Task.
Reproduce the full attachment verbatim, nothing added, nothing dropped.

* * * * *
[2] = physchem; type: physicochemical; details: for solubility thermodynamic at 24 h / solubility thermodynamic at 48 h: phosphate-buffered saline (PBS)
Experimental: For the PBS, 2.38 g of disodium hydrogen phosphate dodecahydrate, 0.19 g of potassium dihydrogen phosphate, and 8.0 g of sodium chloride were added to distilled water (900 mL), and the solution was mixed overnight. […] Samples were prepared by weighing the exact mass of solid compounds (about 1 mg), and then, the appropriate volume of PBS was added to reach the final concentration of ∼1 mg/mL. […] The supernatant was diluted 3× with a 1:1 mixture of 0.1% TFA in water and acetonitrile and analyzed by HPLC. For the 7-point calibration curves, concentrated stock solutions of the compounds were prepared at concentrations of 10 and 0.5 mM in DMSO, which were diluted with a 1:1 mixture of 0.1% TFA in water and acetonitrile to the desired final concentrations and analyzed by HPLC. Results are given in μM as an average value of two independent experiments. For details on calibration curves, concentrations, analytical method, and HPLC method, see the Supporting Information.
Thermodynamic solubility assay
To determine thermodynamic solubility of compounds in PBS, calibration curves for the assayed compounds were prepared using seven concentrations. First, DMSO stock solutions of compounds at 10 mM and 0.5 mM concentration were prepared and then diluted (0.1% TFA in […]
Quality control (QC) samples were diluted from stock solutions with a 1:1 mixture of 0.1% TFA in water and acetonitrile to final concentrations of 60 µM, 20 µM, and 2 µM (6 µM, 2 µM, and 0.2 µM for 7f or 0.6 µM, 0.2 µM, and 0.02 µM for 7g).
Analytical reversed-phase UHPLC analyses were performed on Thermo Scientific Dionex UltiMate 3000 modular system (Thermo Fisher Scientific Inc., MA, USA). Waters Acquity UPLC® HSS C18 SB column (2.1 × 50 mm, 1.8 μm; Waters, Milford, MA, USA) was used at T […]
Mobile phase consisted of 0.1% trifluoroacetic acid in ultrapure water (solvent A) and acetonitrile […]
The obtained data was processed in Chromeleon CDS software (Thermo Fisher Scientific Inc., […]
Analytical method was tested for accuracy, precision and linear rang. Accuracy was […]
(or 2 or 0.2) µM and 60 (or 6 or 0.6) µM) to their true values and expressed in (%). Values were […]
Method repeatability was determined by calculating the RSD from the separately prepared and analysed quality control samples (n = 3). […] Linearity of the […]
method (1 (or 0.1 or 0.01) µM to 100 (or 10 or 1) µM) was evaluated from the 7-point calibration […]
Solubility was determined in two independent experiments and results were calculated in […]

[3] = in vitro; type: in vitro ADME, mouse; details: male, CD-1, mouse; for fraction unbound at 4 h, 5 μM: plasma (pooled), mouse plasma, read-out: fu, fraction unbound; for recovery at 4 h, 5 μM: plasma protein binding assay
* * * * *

[2] = physchem; type: physicochemical; details: for solubility thermodynamic at 24 h / solubility thermodynamic at 48 h: phosphate-buffered saline (PBS)
Experimental: For the PBS, 2.38 g of disodium hydrogen phosphate dodecahydrate, 0.19 g of potassium dihydrogen phosphate, and 8.0 g of sodium chloride were added to distilled water (900 mL), and the solution was mixed overnight. […] Samples were prepared by weighing the exact mass of solid compounds (about 1 mg), and then, the appropriate volume of PBS was added to reach the final concentration of ∼1 mg/mL. […] The supernatant was diluted 3× with a 1:1 mixture of 0.1% TFA in water and acetonitrile and analyzed by HPLC. For the 7-point calibration curves, concentrated stock solutions of the compounds were prepared at concentrations of 10 and 0.5 mM in DMSO, which were diluted with a 1:1 mixture of 0.1% TFA in water and acetonitrile to the desired final concentrations and analyzed by HPLC. Results are given in μM as an average value of two independent experiments. For details on calibration curves, concentrations, analytical method, and HPLC method, see the Supporting Information.
Thermodynamic solubility assay
To determine thermodynamic solubility of compounds in PBS, calibration curves for the assayed compounds were prepared using seven concentrations. First, DMSO stock solutions of compounds at 10 mM and 0.5 mM concentration were prepared and then diluted (0.1% TFA in […]
Quality control (QC) samples were diluted from stock solutions with a 1:1 mixture of 0.1% TFA in water and acetonitrile to final concentrations of 60 µM, 20 µM, and 2 µM (6 µM, 2 µM, and 0.2 µM for 7f or 0.6 µM, 0.2 µM, and 0.02 µM for 7g).
Analytical reversed-phase UHPLC analyses were performed on Thermo Scientific Dionex UltiMate 3000 modular system (Thermo Fisher Scientific Inc., MA, USA). Waters Acquity UPLC® HSS C18 SB column (2.1 × 50 mm, 1.8 μm; Waters, Milford, MA, USA) was used at T […]
Mobile phase consisted of 0.1% trifluoroacetic acid in ultrapure water (solvent A) and acetonitrile […]
The obtained data was processed in Chromeleon CDS software (Thermo Fisher Scientific Inc., […]
Analytical method was tested for accuracy, precision and linear rang. Accuracy was […]
(or 2 or 0.2) µM and 60 (or 6 or 0.6) µM) to their true values and expressed in (%). Values were […]
Method repeatability was determined by calculating the RSD from the separately prepared and analysed quality control samples (n = 3). […] Linearity of the […]
method (1 (or 0.1 or 0.01) µM to 100 (or 10 or 1) µM) was evaluated from the 7-point calibration […]
Solubility was determined in two independent experiments and results were calculated in […]

[3] = in vitro; type: in vitro ADME, mouse; details: male, CD-1, mouse; for fraction unbound at 4 h, 5 μM: plasma (pooled), mouse plasma, read-out: fu, fraction unbound; for recovery at 4 h, 5 μM: plasma protein binding assay